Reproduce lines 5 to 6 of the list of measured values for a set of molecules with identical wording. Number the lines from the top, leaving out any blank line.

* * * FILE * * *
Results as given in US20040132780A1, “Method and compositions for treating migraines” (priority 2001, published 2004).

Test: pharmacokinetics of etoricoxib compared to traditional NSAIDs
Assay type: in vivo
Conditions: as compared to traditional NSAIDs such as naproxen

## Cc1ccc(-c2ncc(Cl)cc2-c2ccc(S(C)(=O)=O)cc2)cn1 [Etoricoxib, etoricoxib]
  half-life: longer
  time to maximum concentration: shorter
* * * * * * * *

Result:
## Cc1ccc(-c2ncc(Cl)cc2-c2ccc(S(C)(=O)=O)cc2)cn1 [Etoricoxib, etoricoxib]
  half-life: longer